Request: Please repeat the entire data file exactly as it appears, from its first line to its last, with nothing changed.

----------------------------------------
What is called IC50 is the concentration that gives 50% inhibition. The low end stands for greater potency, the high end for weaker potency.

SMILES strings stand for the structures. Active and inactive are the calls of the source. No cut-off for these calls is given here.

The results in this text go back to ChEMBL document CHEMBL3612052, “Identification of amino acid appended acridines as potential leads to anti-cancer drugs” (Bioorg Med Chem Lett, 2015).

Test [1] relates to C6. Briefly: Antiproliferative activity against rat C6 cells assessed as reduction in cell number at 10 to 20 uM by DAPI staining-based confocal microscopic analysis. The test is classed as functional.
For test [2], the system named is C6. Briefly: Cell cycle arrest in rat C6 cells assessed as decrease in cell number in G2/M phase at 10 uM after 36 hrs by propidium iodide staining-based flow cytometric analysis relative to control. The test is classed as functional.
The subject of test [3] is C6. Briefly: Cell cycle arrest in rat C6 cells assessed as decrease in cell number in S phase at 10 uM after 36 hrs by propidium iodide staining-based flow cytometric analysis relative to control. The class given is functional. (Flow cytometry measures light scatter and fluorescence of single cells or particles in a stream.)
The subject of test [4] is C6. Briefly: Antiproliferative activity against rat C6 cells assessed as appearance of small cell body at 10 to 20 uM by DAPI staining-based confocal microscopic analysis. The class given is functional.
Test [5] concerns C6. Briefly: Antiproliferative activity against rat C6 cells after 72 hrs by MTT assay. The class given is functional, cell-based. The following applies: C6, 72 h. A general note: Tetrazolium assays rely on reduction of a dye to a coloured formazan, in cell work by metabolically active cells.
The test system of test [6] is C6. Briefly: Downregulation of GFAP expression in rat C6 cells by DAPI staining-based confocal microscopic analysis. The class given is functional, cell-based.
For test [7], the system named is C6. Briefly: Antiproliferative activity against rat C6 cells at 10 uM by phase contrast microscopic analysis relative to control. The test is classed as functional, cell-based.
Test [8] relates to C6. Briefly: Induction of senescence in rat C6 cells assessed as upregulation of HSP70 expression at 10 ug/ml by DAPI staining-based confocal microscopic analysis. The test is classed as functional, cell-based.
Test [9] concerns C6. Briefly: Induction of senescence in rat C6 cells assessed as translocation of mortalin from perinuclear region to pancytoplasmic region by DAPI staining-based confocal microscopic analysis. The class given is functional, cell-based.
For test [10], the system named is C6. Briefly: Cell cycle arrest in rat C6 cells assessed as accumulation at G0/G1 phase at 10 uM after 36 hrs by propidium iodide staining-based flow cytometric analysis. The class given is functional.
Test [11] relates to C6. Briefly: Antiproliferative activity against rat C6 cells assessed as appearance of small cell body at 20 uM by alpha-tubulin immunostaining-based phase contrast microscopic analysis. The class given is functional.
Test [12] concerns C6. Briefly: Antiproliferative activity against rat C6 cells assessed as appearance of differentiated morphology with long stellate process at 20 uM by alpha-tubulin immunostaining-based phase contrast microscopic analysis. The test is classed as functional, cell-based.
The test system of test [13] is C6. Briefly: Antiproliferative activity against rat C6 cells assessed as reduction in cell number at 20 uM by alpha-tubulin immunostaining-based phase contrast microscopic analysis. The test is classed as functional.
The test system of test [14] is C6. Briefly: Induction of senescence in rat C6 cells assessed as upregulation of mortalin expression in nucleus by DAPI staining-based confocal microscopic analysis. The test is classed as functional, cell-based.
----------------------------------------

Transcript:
What is called IC50 is the concentration that gives 50% inhibition. The low end stands for greater potency, the high end for weaker potency.

SMILES strings stand for the structures. Active and inactive are the calls of the source. No cut-off for these calls is given here.

The results in this text go back to ChEMBL document CHEMBL3612052, “Identification of amino acid appended acridines as potential leads to anti-cancer drugs” (Bioorg Med Chem Lett, 2015).

Test [1] relates to C6. Briefly: Antiproliferative activity against rat C6 cells assessed as reduction in cell number at 10 to 20 uM by DAPI staining-based confocal microscopic analysis. The test is classed as functional.
For test [2], the system named is C6. Briefly: Cell cycle arrest in rat C6 cells assessed as decrease in cell number in G2/M phase at 10 uM after 36 hrs by propidium iodide staining-based flow cytometric analysis relative to control. The test is classed as functional.
The subject of test [3] is C6. Briefly: Cell cycle arrest in rat C6 cells assessed as decrease in cell number in S phase at 10 uM after 36 hrs by propidium iodide staining-based flow cytometric analysis relative to control. The class given is functional. (Flow cytometry measures light scatter and fluorescence of single cells or particles in a stream.)
The subject of test [4] is C6. Briefly: Antiproliferative activity against rat C6 cells assessed as appearance of small cell body at 10 to 20 uM by DAPI staining-based confocal microscopic analysis. The class given is functional.
Test [5] concerns C6. Briefly: Antiproliferative activity against rat C6 cells after 72 hrs by MTT assay. The class given is functional, cell-based. The following applies: C6, 72 h. A general note: Tetrazolium assays rely on reduction of a dye to a coloured formazan, in cell work by metabolically active cells.
The test system of test [6] is C6. Briefly: Downregulation of GFAP expression in rat C6 cells by DAPI staining-based confocal microscopic analysis. The class given is functional, cell-based.
For test [7], the system named is C6. Briefly: Antiproliferative activity against rat C6 cells at 10 uM by phase contrast microscopic analysis relative to control. The test is classed as functional, cell-based.
Test [8] relates to C6. Briefly: Induction of senescence in rat C6 cells assessed as upregulation of HSP70 expression at 10 ug/ml by DAPI staining-based confocal microscopic analysis. The test is classed as functional, cell-based.
Test [9] concerns C6. Briefly: Induction of senescence in rat C6 cells assessed as translocation of mortalin from perinuclear region to pancytoplasmic region by DAPI staining-based confocal microscopic analysis. The class given is functional, cell-based.
For test [10], the system named is C6. Briefly: Cell cycle arrest in rat C6 cells assessed as accumulation at G0/G1 phase at 10 uM after 36 hrs by propidium iodide staining-based flow cytometric analysis. The class given is functional.
Test [11] relates to C6. Briefly: Antiproliferative activity against rat C6 cells assessed as appearance of small cell body at 20 uM by alpha-tubulin immunostaining-based phase contrast microscopic analysis. The class given is functional.
Test [12] concerns C6. Briefly: Antiproliferative activity against rat C6 cells assessed as appearance of differentiated morphology with long stellate process at 20 uM by alpha-tubulin immunostaining-based phase contrast microscopic analysis. The test is classed as functional, cell-based.
The test system of test [13] is C6. Briefly: Antiproliferative activity against rat C6 cells assessed as reduction in cell number at 20 uM by alpha-tubulin immunostaining-based phase contrast microscopic analysis. The test is classed as functional.
The test system of test [14] is C6. Briefly: Induction of senescence in rat C6 cells assessed as upregulation of mortalin expression in nucleus by DAPI staining-based confocal microscopic analysis. The test is classed as functional, cell-based.